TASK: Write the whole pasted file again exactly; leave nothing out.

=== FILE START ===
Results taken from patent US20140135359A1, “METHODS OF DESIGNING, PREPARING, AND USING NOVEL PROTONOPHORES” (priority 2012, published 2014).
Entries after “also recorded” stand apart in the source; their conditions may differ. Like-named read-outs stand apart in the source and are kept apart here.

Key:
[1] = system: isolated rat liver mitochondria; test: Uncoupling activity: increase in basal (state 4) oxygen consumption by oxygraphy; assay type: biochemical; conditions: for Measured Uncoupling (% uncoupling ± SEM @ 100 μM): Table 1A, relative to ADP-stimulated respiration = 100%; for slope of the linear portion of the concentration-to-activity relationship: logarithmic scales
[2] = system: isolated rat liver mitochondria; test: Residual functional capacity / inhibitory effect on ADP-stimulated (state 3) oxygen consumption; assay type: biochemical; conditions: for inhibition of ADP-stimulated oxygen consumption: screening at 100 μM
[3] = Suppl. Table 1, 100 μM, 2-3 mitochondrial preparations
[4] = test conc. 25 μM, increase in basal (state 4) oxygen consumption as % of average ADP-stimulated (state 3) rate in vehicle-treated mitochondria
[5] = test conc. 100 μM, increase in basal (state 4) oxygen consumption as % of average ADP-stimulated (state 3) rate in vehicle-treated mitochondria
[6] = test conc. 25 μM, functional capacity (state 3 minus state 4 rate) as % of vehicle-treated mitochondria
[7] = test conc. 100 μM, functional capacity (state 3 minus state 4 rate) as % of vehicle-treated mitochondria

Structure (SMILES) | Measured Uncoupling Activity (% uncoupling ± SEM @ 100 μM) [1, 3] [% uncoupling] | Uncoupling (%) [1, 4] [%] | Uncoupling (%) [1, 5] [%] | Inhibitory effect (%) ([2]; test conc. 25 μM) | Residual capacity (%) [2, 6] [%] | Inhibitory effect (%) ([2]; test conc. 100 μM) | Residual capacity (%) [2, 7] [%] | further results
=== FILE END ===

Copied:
Results taken from patent US20140135359A1, “METHODS OF DESIGNING, PREPARING, AND USING NOVEL PROTONOPHORES” (priority 2012, published 2014).
Entries after “also recorded” stand apart in the source; their conditions may differ. Like-named read-outs stand apart in the source and are kept apart here.

Key:
[1] = system: isolated rat liver mitochondria; test: Uncoupling activity: increase in basal (state 4) oxygen consumption by oxygraphy; assay type: biochemical; conditions: for Measured Uncoupling (% uncoupling ± SEM @ 100 μM): Table 1A, relative to ADP-stimulated respiration = 100%; for slope of the linear portion of the concentration-to-activity relationship: logarithmic scales
[2] = system: isolated rat liver mitochondria; test: Residual functional capacity / inhibitory effect on ADP-stimulated (state 3) oxygen consumption; assay type: biochemical; conditions: for inhibition of ADP-stimulated oxygen consumption: screening at 100 μM
[3] = Suppl. Table 1, 100 μM, 2-3 mitochondrial preparations
[4] = test conc. 25 μM, increase in basal (state 4) oxygen consumption as % of average ADP-stimulated (state 3) rate in vehicle-treated mitochondria
[5] = test conc. 100 μM, increase in basal (state 4) oxygen consumption as % of average ADP-stimulated (state 3) rate in vehicle-treated mitochondria
[6] = test conc. 25 μM, functional capacity (state 3 minus state 4 rate) as % of vehicle-treated mitochondria
[7] = test conc. 100 μM, functional capacity (state 3 minus state 4 rate) as % of vehicle-treated mitochondria

Structure (SMILES) | Measured Uncoupling Activity (% uncoupling ± SEM @ 100 μM) [1, 3] [% uncoupling] | Uncoupling (%) [1, 4] [%] | Uncoupling (%) [1, 5] [%] | Inhibitory effect (%) ([2]; test conc. 25 μM) | Residual capacity (%) [2, 6] [%] | Inhibitory effect (%) ([2]; test conc. 100 μM) | Residual capacity (%) [2, 7] [%] | further results